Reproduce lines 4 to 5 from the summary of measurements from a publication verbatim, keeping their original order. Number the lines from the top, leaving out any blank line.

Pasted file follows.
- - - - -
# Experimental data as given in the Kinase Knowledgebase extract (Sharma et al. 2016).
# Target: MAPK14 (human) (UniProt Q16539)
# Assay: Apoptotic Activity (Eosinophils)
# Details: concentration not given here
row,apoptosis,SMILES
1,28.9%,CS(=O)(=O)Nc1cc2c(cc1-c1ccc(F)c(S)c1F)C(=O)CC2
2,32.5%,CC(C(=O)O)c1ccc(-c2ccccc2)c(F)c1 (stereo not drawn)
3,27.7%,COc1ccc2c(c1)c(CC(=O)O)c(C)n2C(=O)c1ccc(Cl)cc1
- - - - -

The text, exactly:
# Details: concentration not given here
row,apoptosis,SMILES